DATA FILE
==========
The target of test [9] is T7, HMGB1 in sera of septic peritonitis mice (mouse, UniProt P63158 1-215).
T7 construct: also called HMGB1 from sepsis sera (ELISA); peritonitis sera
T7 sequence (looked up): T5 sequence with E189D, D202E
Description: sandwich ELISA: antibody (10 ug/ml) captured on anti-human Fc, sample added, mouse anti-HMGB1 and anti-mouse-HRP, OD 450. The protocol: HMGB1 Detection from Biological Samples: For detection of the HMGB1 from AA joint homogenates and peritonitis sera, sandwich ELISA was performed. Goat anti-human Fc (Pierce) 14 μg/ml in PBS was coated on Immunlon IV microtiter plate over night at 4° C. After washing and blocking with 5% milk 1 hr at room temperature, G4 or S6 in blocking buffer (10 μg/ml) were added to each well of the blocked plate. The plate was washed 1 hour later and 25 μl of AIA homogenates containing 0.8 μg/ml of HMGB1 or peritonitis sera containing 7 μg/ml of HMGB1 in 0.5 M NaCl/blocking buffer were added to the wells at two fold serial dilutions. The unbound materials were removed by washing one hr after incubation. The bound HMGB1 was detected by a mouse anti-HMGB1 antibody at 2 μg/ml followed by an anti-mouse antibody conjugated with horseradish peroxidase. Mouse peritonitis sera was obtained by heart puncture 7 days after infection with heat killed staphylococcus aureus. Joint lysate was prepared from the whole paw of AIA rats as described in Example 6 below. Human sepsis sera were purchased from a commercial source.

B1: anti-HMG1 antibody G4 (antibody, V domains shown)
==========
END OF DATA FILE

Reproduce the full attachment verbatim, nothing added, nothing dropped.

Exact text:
The target of test [9] is T7, HMGB1 in sera of septic peritonitis mice (mouse, UniProt P63158 1-215).
T7 construct: also called HMGB1 from sepsis sera (ELISA); peritonitis sera
T7 sequence (looked up): T5 sequence with E189D, D202E
Description: sandwich ELISA: antibody (10 ug/ml) captured on anti-human Fc, sample added, mouse anti-HMGB1 and anti-mouse-HRP, OD 450. The protocol: HMGB1 Detection from Biological Samples: For detection of the HMGB1 from AA joint homogenates and peritonitis sera, sandwich ELISA was performed. Goat anti-human Fc (Pierce) 14 μg/ml in PBS was coated on Immunlon IV microtiter plate over night at 4° C. After washing and blocking with 5% milk 1 hr at room temperature, G4 or S6 in blocking buffer (10 μg/ml) were added to each well of the blocked plate. The plate was washed 1 hour later and 25 μl of AIA homogenates containing 0.8 μg/ml of HMGB1 or peritonitis sera containing 7 μg/ml of HMGB1 in 0.5 M NaCl/blocking buffer were added to the wells at two fold serial dilutions. The unbound materials were removed by washing one hr after incubation. The bound HMGB1 was detected by a mouse anti-HMGB1 antibody at 2 μg/ml followed by an anti-mouse antibody conjugated with horseradish peroxidase. Mouse peritonitis sera was obtained by heart puncture 7 days after infection with heat killed staphylococcus aureus. Joint lysate was prepared from the whole paw of AIA rats as described in Example 6 below. Human sepsis sera were purchased from a commercial source.

B1: anti-HMG1 antibody G4 (antibody, V domains shown)